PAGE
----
One of Kubrick's notoriously weirdest scenes includes Wendy Torrance running into a room and stumbling upon a man in a dog suit in the throes of intimacy with another man in a tuxedo. The scene isn't explained in the film, but the novel provides some clarity: the man in the dog suit is Roger—a sycophantic former lover of Derwent—whom King describes as having dressed up as a dog for the eccentric hotel owner's amusement. If Mazzara pursues a wild subplot involving Derwent and Roger's fickle love affair, we'd like to see Michael Pitt as the creepy young stunner.
Photo by Craig McDean, Interview, August 2010
Lloyd the Bartender is only featured in a single scene in Kubrick's film, but he's one of the most intriguing characters: omniscient, sage, cool, and collected. In his scene with Jack Torrance, Lloyd wipes down glasses and serves bourbon on the rocks as Torrance begins his slow descent into insanity. Like Derwent, Lloyd the Bartender is part of an earlier generation of the Hotel's inhabitants. If the prequel explores Lloyd's past as the hotel bartender, we can see Christopher Walken as the sophisticated Lloyd.
Photo by Kurt Markus, Interview, July 1993
In Stephen King's The Shining, Delbert Grady is a former drunk and crazed caretaker who was in charge of the Overlook during the winter of 1970-1971. Grady went mad, killing his two daughters—twins in Kubrick's version and two years apart in King's—his wife, and himself. In Kubrick's The Shining, Grady is a possible early incarnation of main character Jack Torrance and coaxes him to "correct" his wife and son. The reason for Grady's own unraveling is unclear. Depicting the events of the Grady murders would be an easy plot for Mazzara to grab.
Taking on Grady would be tough: Jack Nicholson's performance as the equally demented Torrance is still lauded as one of the best in American film. In Kubrick's version, Grady's actions are never the product of a rampage: he's calculating and deliberate—and insanely creepy—when he slides open the freezer door to release a deranged Jack Torrance. To bring on a new kind of crazy in a parallel role, we choose Tom Hiddleston. Known by most for his role as Loki in the Thor films, Hiddleston shines when playing characters with buried layers of instability.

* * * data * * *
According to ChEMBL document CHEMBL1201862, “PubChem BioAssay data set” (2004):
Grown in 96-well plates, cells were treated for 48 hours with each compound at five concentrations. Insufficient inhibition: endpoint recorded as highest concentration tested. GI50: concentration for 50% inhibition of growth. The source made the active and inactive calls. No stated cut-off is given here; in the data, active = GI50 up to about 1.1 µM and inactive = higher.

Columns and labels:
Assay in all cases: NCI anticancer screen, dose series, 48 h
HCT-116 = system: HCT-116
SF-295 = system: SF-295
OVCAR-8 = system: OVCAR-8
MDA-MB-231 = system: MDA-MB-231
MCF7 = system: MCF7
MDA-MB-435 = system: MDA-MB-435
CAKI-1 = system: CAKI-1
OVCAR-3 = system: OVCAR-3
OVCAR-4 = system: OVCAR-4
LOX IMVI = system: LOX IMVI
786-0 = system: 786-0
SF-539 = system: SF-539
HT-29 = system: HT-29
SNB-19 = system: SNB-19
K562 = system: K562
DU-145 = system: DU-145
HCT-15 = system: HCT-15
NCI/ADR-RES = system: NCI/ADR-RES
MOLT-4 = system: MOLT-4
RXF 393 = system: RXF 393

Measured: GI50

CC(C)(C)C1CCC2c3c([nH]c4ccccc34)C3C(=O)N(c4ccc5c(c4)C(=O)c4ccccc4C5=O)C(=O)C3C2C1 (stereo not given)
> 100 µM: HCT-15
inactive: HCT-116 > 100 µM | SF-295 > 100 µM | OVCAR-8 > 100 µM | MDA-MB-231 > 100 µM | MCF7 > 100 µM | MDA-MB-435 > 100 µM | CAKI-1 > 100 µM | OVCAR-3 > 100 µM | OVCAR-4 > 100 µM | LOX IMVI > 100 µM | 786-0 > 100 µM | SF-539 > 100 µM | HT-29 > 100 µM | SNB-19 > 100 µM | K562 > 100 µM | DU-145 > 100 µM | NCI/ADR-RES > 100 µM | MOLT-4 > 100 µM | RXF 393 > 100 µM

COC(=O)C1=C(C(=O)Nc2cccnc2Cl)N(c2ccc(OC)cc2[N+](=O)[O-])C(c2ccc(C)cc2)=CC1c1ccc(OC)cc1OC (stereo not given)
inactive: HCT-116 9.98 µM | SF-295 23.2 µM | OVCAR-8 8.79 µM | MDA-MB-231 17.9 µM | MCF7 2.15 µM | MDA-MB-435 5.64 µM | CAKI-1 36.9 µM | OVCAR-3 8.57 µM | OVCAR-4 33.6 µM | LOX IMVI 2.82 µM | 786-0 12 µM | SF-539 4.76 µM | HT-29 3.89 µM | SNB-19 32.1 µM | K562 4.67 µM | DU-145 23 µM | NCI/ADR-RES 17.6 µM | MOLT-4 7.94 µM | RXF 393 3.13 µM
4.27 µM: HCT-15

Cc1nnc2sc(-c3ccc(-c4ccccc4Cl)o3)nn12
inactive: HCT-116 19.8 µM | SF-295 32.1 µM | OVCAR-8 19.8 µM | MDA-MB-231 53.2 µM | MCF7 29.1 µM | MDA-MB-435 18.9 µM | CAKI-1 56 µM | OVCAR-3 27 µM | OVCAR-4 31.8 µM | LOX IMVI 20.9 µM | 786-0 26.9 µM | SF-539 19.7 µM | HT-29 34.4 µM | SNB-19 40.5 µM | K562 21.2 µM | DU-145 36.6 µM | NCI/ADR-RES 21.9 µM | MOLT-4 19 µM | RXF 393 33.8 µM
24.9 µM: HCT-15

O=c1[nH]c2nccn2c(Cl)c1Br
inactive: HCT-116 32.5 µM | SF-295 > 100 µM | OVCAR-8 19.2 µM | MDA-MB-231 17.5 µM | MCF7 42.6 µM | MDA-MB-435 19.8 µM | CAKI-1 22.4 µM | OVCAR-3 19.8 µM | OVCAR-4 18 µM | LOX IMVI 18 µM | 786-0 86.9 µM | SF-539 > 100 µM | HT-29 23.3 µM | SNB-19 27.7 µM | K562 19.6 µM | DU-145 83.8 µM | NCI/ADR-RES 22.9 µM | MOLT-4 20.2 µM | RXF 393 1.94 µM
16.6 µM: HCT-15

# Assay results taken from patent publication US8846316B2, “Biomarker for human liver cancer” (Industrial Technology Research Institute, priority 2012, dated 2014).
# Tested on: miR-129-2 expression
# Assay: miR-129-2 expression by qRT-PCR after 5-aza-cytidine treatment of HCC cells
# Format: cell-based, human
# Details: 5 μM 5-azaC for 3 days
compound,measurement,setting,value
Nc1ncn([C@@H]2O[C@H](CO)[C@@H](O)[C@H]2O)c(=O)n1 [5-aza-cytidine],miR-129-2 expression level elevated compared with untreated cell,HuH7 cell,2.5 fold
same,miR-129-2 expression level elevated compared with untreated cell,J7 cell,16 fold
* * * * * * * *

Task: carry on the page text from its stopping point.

The woman in Room 237 provokes the most questions in Kubrick's film: Nicholson's Torrance saunters up to a beautiful, naked woman in the bath and they share a kiss before she becomes a rotten, terrifying, and much older lady. There are a few theories floating around as to who the woman in Room 237 really is. In King's novel, she is Mrs. Massey, a lawyer's wife who committed suicide in the room's bathtub after her young lover abandoned her. Another theory claims that in the film, both the young and old versions of the woman in Room 237 are caretaker Delbert Grady's murdered wife. Either way, we'd like to see Helen Mirren take on the role.
Perhaps the most iconic twin sisters in film history, Delbert Grady's daughters—commonly referred to as the "Redrum" Twins—were hacked up by Grady's hatchet and haunt the halls of the Overlook in dresses and frilly socks. If Mazzara devotes part of the film to the events that took place while Grady was caretaker, we'll likely see the sisters do more than forebodingly stand with their arms to their sides at the far ends of the hotel's hallways. To play the sisters, we'd like to see some CGI action to produce two of Bailee Madison. Madison's previous credits include Guillermo del Toro's thriller Don't Be Afraid of the Dark and a critically praised role as a bitter daughter in Jim Sheridan's Brothers.
Horace "Harry" Derwent was the wealthy inventor and entrepreneur who owned the Overlook from 1945 to 1970. In King's novel, Derwent is a bisexual, eccentric playboy with mob connections, and poured millions into the hotel's post WWII restoration. We can see Paul Bettany taking up Derwent's offbeat and behavior.
Photo by Johnnie Shand Kydd, Interview, December 2003/January 2004